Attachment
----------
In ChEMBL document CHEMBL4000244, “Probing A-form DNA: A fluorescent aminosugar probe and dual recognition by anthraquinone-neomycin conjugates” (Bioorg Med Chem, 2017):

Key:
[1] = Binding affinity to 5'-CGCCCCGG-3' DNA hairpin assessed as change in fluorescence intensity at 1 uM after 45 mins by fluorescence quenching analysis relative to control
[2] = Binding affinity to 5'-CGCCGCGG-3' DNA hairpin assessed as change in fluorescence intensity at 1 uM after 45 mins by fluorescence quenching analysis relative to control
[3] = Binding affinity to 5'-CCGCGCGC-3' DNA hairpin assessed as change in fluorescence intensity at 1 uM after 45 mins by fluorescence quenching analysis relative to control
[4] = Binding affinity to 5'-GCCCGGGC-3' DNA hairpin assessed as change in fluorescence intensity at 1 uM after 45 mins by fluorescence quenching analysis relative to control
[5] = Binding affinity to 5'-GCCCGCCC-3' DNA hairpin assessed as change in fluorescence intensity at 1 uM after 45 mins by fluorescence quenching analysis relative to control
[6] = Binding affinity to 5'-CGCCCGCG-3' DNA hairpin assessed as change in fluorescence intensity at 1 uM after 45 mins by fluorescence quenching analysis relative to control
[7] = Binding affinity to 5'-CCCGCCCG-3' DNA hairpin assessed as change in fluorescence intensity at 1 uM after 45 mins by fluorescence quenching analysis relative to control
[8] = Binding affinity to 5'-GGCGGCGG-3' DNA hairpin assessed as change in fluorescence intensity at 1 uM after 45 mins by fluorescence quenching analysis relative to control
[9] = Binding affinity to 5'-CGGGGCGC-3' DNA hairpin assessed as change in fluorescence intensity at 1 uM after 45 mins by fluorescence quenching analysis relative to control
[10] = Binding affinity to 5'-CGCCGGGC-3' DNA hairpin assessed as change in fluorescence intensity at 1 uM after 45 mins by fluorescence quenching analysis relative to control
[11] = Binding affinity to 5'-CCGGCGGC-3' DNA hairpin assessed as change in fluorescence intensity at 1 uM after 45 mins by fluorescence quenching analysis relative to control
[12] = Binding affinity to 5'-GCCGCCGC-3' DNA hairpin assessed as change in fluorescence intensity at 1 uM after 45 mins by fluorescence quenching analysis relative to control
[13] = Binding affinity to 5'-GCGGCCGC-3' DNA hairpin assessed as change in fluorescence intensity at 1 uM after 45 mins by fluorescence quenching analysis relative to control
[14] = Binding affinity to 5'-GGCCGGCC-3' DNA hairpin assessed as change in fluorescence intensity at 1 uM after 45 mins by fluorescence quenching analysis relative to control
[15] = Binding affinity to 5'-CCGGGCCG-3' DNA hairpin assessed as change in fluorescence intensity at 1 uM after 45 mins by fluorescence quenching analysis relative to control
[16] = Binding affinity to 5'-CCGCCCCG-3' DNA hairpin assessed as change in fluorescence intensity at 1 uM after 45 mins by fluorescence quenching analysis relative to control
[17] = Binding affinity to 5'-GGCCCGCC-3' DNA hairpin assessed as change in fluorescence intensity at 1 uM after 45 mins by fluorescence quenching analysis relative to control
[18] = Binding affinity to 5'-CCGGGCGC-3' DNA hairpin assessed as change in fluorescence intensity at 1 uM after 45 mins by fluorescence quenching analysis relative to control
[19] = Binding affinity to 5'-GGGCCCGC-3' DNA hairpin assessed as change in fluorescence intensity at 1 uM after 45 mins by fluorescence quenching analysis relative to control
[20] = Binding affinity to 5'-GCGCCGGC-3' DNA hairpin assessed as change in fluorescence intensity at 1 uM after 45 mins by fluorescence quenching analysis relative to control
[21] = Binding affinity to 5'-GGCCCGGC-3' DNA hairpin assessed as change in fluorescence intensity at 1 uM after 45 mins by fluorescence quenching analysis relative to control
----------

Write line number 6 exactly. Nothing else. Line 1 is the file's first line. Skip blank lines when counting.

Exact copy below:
[4] = Binding affinity to 5'-GCCCGGGC-3' DNA hairpin assessed as change in fluorescence intensity at 1 uM after 45 mins by fluorescence quenching analysis relative to control